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Court Stays the Course on Politics and Business

Corporations and unions can play in politics, but complete disclosures are not required. A corporate political campaign in Texas two years ago was unusual, featuring an unknown corporation that was open about what it was doing.

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The “corporations are people” movement got a boost this week when the nation’s highest court turned back an attempt to limit corporate political contributions in Montana.

Those contributions don’t come only from name-brand companies — the first such advertisements in Texas came from a family-owned corporation in East Texas that most people have never heard of.

At least they were open about it.

Two years ago, in the Citizens United case, the U.S. Supreme Court ruled that political speech by corporations is just as protected as political speech from humans. The justices said then — and repeated this week — that the speech is protected regardless of who is speaking. They didn’t disturb state laws in Texas and elsewhere that prevent corporations and labor unions from giving directly to candidates, but they said independent expenditures from those outfits are allowed.

On Monday, faced with Montana’s restriction on corporate electioneering, the court reiterated its position.

That spending might not be popular, according to some polling, but according to five of the nine justices, it’s constitutional.

Texas law won’t change, and, in fact, Texas was one of the first places where a corporate ad popped up after the 2010 ruling.

A company you’ve probably never heard of, KDR Development Inc. of Jacksonville, bought newspaper ads that tried to steer voters away from state Rep. Chuck Hopson, R-Jacksonville. He had just switched parties — a timely decision, as it turned out, given the Republican sweep in rural Texas in 2010 — and an old political rival wanted to replace him with a “real” Republican.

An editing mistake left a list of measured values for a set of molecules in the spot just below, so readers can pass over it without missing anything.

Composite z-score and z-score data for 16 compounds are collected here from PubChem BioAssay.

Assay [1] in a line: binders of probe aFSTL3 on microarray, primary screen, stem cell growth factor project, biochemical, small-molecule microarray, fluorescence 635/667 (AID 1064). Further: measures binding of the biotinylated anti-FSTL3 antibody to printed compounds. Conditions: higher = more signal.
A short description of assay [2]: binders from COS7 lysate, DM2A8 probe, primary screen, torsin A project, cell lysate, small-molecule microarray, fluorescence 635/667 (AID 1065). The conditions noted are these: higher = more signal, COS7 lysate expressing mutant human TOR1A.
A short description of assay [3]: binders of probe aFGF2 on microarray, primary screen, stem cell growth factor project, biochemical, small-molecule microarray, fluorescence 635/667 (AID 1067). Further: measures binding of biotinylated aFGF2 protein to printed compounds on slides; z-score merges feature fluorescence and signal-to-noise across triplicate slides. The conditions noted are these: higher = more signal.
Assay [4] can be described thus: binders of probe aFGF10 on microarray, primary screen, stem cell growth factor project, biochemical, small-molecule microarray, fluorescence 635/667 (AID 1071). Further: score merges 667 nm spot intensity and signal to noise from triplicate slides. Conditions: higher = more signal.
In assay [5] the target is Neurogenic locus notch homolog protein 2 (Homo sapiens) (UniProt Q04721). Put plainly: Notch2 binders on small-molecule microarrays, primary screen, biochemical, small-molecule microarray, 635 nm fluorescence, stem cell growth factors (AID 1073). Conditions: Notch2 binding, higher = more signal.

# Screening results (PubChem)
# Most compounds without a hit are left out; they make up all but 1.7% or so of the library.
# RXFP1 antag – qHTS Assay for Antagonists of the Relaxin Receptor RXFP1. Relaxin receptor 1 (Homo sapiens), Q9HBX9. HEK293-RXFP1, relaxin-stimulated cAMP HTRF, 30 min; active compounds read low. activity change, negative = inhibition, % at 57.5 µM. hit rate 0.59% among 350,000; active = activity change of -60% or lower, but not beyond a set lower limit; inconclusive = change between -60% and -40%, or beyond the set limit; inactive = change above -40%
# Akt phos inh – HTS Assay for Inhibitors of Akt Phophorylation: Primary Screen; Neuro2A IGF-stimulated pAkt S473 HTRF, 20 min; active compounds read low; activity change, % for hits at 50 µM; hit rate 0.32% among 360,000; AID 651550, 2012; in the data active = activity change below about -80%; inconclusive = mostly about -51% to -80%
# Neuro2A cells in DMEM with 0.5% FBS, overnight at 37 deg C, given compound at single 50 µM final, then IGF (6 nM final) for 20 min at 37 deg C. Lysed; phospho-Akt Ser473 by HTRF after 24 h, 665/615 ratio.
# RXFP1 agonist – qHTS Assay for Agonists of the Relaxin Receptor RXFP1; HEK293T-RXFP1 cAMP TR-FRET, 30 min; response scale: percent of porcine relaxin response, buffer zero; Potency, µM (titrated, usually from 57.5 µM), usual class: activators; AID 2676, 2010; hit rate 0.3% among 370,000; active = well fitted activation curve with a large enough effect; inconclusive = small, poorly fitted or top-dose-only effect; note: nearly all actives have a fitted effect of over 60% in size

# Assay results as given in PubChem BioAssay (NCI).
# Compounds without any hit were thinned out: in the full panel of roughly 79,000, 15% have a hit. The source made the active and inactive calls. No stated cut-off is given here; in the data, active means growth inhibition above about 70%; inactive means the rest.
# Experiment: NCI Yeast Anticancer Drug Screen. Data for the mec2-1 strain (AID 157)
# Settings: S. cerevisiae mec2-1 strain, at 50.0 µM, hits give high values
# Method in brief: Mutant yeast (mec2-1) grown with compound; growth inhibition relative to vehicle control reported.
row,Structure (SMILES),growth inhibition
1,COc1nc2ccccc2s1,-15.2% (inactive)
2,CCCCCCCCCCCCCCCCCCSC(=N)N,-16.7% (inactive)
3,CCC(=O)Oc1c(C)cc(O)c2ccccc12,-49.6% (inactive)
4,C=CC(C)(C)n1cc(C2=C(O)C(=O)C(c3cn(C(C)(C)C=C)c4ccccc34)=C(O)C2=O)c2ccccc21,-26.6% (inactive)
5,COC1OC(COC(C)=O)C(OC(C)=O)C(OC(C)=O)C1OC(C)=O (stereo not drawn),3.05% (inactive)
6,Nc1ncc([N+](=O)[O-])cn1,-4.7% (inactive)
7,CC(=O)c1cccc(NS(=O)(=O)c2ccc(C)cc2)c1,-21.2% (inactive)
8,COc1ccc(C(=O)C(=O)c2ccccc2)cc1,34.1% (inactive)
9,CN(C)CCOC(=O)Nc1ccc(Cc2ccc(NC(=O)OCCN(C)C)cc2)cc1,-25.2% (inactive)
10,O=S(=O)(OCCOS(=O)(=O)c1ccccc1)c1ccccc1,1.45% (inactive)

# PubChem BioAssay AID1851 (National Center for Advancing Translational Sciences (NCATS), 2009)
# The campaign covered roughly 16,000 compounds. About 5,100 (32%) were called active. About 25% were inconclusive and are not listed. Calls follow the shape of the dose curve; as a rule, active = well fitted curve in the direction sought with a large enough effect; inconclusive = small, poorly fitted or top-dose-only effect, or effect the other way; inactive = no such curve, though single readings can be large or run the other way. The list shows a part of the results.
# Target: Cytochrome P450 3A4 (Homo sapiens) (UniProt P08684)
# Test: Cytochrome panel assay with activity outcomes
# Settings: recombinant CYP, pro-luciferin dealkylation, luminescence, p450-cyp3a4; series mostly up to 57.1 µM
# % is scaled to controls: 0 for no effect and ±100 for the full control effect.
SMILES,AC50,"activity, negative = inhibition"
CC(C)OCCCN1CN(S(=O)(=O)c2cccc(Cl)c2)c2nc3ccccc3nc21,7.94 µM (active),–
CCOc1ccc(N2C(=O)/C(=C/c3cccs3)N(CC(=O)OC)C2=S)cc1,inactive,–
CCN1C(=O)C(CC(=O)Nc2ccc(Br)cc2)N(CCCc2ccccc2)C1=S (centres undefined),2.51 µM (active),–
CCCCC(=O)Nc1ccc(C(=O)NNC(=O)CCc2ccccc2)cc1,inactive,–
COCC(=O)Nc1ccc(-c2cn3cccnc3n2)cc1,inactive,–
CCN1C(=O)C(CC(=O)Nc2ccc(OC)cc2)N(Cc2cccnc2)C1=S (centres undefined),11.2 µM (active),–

Larry Durrett, who lost to Hopson in the 2006 general election, was the president of KDR. The ad did not directly say to vote against Hopson, but it came close, identifying his opponents as “true conservative Republicans” and saying one of them would be more deserving of support.

Hopson easily won the primary and then the general election. He is in another battle now, one of several incumbents in the Texas House who have been forced into July’s Republican primary runoff.

The KDR episode veered away from conventional thinking about corporate spending in a couple of ways. One was the corporation itself: an unknown, family-held organization set up mainly to handle real estate transactions for a related family corporation that holds dozens of fast-food franchises in Texas. It’s not a national outfit. It’s not the stereotype, with a president who could substitute for the evil heavy in a James Bond movie.

Instead, it was as uncomplicated as a schoolyard scuffle. A former political rival found a way to cause trouble for an incumbent politician. Only the source of strength had changed. “You take the money out of the pocket that’s got some money in there,” Durrett said at the time, though he says he scarcely remembers the campaign now.

The other difference has to do with wrongdoing, actual or perceived. In the Montana case, state courts cited the state’s history of trouble with corporate spending and corruption.

One way to stink things up is to coordinate spending between a campaign and a third-party group, which is still a no-no even while the corporations and labor unions are free to frolic on the political playground.

It’s hard to police. The denials of coordination sound the same whether they come from honest or dishonest people. Bad guys look like they’re getting away with something. Good guys look sleazy. Judges have a version of this problem in Texas and other states where they’re elected: The people most interested in financing their campaigns are the lawyers and litigants with cases before the courts. It looks dirty whether the judges are straight or crooked.

In the KDR case, almost everything was disclosed. The company paid for ads, put its name on the ads and answered questions about it from pesky reporters. (The exception was that it wasn’t required to say how much it spent and where.) The company avoided a kind of corruption that plagues politics: Voters could see who was buying the ads, figure out why and make a judgment about it.

That disclosure is not required.

As it stands now — after Citizens United, after the Montana case — the companies and the humans play under similar rules. Voters can demand more information, but the donors don’t always have to give it to them.

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